With Saul Alinsky’s Rules for Radicals still listed in ‘The Activist’s Library’ on the National Education Association’s website, as disturbing as this is, it really should come as no surprise.
Yet, somehow, the blatancy of the NEA Foundation giving a grant to a ‘team’ of teachers in Muskego, Wisconsin to create activists out of first and second graders is still shocking.
Ms. Burmesch and a team of colleagues will develop a critical literacy inquiry based unit of study to help their first and second grade students understand the role that power plays in their lives.The teachers will learn how visual literacy and technology, particularly website and podcast development, can be used by students to create activist messages that make a positive difference in their lives and the lives of others. The students will create their messages around issues important to their lives
If school teachers truly wonder why there are so many Americans turning against them, their union and their radical agenda is a major reason.
Most sane parents want their kids learning the traditional reading, writing, and arithmetic. Instead, the NEA and too many of its ideological ‘educators’ are hell bent on indoctrinating radicalism and activism in America’s schools.
Oh, and in case you’re wondering what else is in the NEA’s Activist Library, here it is:
Rules for Radicals
Saul Alinsky, Vintage Books, 1989The classic book about organizing people, written by one of America’s foremost organizers.
Organize for Social Change
Midwest Academy Manual for Activists
Third Edition, Kim Bobo et al, Seven Locks Press, 2001
This is one of the best books about collective action and putting the screws to decision-makers. It’s about winning battles.
Building More Effective Unions
Paul Clark, Cornell University Press, 2000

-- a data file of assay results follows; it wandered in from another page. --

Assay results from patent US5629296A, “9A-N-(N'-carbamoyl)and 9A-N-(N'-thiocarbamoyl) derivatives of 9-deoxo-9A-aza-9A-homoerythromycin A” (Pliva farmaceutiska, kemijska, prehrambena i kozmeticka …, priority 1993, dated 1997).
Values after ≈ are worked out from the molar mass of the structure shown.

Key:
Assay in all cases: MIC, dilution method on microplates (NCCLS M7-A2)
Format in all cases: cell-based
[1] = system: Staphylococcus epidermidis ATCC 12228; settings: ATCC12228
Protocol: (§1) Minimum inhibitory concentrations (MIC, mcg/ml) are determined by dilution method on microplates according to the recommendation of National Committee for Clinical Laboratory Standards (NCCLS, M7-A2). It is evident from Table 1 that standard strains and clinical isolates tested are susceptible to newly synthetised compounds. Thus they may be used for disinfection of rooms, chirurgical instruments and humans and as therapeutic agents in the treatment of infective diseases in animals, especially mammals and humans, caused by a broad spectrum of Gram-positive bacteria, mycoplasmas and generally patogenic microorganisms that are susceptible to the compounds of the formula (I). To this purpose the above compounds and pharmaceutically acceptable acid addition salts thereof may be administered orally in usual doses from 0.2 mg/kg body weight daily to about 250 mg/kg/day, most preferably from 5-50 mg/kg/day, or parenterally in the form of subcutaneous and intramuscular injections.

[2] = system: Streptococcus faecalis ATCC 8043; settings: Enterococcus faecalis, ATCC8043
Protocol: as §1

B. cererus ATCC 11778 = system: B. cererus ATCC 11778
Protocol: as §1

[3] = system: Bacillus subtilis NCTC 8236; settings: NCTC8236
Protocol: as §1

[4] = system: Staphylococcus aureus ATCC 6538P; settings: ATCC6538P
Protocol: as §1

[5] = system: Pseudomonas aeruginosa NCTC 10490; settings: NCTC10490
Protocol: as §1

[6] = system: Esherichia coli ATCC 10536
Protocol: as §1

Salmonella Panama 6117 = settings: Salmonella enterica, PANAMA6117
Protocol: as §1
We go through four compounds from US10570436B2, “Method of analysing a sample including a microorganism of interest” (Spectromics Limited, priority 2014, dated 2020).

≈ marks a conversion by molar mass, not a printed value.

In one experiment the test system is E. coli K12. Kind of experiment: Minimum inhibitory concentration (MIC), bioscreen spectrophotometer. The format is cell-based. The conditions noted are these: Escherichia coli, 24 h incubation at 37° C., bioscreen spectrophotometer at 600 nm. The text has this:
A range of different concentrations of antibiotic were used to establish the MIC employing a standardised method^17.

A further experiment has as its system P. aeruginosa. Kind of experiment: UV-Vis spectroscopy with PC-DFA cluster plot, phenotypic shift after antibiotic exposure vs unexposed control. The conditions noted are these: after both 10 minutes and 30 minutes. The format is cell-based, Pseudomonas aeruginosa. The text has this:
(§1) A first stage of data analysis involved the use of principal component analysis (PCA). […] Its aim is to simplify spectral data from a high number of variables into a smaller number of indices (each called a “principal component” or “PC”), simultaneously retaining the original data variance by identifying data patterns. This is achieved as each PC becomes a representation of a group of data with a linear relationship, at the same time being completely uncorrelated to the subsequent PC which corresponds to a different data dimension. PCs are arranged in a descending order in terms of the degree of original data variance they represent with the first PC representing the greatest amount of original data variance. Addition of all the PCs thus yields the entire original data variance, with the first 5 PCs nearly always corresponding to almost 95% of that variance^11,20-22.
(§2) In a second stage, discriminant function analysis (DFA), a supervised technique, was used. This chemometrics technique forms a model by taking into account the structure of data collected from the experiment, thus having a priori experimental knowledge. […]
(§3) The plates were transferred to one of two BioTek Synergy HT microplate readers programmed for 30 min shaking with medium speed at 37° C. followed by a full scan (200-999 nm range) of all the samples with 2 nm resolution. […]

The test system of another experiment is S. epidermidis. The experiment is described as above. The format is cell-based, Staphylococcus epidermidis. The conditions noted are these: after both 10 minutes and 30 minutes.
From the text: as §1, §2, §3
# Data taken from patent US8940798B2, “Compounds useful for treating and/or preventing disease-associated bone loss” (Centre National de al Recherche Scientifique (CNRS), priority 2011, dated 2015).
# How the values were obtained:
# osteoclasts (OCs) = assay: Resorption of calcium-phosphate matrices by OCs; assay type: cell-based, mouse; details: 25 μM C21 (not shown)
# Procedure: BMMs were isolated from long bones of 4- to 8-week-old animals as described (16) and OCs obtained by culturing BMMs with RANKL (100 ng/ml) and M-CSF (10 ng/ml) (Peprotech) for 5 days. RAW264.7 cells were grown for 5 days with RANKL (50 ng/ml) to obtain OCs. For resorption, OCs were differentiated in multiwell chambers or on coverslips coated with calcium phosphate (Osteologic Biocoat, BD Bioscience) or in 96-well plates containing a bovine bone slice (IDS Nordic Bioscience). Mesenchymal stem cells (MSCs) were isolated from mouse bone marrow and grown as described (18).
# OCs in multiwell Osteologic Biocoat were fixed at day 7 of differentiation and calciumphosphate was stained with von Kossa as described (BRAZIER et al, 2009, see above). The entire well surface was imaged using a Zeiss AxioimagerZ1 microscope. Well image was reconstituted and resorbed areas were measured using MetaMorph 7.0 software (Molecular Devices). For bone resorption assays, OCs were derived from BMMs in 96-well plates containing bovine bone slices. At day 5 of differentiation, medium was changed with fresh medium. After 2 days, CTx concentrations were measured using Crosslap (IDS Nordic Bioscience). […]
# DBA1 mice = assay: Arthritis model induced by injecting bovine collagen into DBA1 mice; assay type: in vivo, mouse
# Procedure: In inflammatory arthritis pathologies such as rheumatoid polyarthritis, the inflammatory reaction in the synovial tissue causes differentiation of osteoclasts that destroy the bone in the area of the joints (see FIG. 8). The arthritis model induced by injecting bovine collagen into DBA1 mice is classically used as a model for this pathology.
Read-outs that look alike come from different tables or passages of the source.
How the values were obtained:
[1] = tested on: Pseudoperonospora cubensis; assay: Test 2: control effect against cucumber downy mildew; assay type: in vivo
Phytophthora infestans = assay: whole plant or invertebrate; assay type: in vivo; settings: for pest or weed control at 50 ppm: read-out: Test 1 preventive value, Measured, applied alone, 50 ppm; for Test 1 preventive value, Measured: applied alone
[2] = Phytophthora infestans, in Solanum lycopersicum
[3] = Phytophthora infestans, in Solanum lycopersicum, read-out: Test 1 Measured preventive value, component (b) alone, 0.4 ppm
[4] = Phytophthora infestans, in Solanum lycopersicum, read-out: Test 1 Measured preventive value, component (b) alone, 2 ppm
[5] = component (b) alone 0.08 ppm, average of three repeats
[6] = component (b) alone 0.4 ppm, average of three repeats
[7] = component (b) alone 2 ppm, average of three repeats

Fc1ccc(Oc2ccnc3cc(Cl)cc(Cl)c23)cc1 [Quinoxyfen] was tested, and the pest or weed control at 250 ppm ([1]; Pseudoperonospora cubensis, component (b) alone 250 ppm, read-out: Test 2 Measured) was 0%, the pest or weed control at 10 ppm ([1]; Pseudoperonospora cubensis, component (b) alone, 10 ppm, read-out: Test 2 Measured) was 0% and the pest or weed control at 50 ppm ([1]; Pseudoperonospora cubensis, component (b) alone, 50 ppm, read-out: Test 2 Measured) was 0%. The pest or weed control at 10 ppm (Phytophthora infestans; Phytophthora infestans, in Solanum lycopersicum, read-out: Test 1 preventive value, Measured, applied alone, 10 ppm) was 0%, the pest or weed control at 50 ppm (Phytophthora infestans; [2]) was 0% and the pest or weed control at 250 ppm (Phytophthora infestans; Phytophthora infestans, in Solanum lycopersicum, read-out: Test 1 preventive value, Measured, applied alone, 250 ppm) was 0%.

Penn State Professor of Labor Studies Paul Clark applies the latest in behavioral sciences research to creating more effective unions. His insights are both astute and highly practical.
The Trajectory of Change: Activist Strategies for Social Change
Michael Albert, SouThend Press, 2002
Z Magazine’s Michael Albert has assembled a collection of thoughtful articles on ways to overcome various obstacles to social change.
Roots to Power: A Manual for Grassroots Organizing
Lee Staples, Praeger, 1984
This is a good nuts and bolts guide to organizing. It is especially good on recruiting, developing action plans, executing them, and dealing with counterattacks.
Taking Action: Working Together for Positive Change in Your Community
Elizabeth Amer, Self Counsel Press, 1992
Written by a Toronto community activist, this book is easy to read, full of examples, and sprinkled with how-to-advice.
Organizing: A Guide for Grassroots Leaders
Si Kahn, McGraw Hill, 1981, Revised 1991
This book is well organized. You can find relevant material for your situation without reading the whole book.
Ethical Ambition: Living a Life of Meaning and Worth
Derrick Bell, Bloomsbury, 2002
A gem of a book that delves into the question of “Why become an activist?” It is both thought-provoking and energizing.
Soul of a Citizen: Living with Conviction in a Cynical Time
Paul Rogat Loeb, St. Martins Press, 1999
Provides solace for the activist’s soul and juice for the activist’s battery
Yes, these are the people teaching your children.
“I bring reason to your ears, and, in language as plain as ABC, hold up truth to your eyes.” Thomas Paine, December 23, 1776